Most of ancient Thrace now is in Bulgaria and Macedonia; although most of its coastline was on the Black Sea, its Aegean coast was separated from the rest of Thrace by mountains. In the sixth and seventh centuries B.C., settling Greeks pushed Thracians out of the coastal Aegean area; the Thracians did not want to become Greek. Although Homer praised Thracian wine and craftsmen, most Greeks regarded Thracians as drunken brigands.
The towns of the Greek coastal areas accepted Greek coins and issued their own coins in small denominations, such as the trihemiobol of the late fifth century and a Gorgon Head piece that Robert showed us. The Persians invaded the coastal areas on their way to Greece proper, but the Thracians kept the upper reaches of the major river valleys; that was fortuitous because that was where the rich silver deposits were located. Robert showed coins from a range of Thracian tribes, including:
The tribes that issued these did not issue smaller denomination coins. With an agrarian economy that did not need even small coins, many have wondered, “why were such large coins issued?” The Persian control of northern Greece, during 514-479 BC, resulted in tribute payments to the Persians. Some believe that large silver coins would be a natural method of paying tribute, and they would use the 29.63 gram octodrachm of the Greek Aegean coastal city of Abdera (530-500 BC) as supporting evidence. However, such a large coin was not issued by any other Greek city. The silver paid in tribute was most likely as bullion; aside from a part in Asia Minor, the Persian empire did not use coins. Robert showed a 5.53 gram siglos (485-420 BC) from the Achaemenid Empire of Darius I to Xerxes II.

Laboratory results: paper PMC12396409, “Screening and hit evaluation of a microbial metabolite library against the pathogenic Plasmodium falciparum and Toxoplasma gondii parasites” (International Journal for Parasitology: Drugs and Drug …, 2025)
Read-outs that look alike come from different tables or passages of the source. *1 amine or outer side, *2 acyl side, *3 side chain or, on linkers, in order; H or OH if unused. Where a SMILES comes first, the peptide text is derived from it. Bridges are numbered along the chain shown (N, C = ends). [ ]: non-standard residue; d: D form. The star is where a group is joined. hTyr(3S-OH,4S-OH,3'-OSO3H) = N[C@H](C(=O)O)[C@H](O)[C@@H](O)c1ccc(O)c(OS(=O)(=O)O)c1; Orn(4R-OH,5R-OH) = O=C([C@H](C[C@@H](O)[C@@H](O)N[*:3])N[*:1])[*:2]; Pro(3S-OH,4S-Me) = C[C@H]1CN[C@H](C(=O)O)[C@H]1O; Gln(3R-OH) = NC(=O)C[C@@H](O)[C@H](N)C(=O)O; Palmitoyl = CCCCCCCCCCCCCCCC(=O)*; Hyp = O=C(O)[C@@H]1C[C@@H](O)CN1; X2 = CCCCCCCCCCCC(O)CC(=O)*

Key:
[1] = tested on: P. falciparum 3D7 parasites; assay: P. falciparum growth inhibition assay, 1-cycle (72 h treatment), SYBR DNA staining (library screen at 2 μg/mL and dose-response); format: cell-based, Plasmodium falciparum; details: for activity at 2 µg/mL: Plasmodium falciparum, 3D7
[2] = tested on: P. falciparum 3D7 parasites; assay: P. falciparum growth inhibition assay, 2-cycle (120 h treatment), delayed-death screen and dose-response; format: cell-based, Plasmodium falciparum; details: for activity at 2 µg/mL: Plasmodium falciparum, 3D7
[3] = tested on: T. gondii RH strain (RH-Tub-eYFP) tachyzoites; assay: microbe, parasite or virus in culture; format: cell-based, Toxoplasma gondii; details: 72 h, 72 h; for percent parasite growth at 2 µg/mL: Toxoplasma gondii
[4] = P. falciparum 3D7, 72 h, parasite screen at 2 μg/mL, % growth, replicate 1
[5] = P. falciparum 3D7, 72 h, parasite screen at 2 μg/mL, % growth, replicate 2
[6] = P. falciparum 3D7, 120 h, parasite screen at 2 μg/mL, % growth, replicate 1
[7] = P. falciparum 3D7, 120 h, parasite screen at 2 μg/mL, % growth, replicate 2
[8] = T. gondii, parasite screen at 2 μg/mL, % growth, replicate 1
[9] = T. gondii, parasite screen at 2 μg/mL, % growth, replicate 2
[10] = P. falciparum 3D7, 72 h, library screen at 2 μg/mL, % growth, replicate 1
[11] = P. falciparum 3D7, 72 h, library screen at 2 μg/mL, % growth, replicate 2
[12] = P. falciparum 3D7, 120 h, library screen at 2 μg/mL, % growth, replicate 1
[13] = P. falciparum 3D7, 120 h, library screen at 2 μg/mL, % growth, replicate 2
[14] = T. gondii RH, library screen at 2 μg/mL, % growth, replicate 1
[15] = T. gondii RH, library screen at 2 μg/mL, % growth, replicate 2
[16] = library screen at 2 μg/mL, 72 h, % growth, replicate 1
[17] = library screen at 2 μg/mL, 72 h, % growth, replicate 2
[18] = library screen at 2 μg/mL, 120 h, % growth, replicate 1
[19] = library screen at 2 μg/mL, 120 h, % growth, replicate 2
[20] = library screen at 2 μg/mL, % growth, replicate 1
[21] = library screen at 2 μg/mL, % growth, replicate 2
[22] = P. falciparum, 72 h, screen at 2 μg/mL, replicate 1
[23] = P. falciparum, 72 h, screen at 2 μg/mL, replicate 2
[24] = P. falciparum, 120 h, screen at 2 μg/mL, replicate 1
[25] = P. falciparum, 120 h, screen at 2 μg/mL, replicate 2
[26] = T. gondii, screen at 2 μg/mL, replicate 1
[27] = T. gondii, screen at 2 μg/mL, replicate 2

Since the Persians did not use coins, and would probably just melt any coins into bullion, why would anyone take the time and effort to create impressive coins that would only be destroyed? Although a piece from Akanthos (500-483 BC) features the Persian motif of a tiger attacking a bull, hoard evidence shows that some pieces were struck after the Persians had been expelled. Also, some of the major issuers of large coins did not have to pay tribute to the Persians.
Fabulous silver and gold Thracian vases and other objects start appearing in hoards that date from after 450 BC. Robert uses that to support his theory that the large, artistic sliver coins were a type of fad; and there might have been some one-upmanship at work, with the Thracians telling the Greeks, “You might have invented coinage, but your puny coins cannot compare to our beautiful coins.” After the large-coin fad had run its course, the next fad was the spectacular Thracian vases, now in many museums, that were found in hoards.
Robert suggested that a 16.5 gram tetradrachm from Thasos (148 BC) represented a possible revival of the fad, but the poor style is merely a bad imitation of the original. The originals typically were the diameter of (at least) a U.S. half dollar but were much thicker.
|Amos Advantage||Chicago Coin Company|
|Numismatic News||Harlan J. Berk, Ltd.|
Items shown at our May 9, 2007 meeting.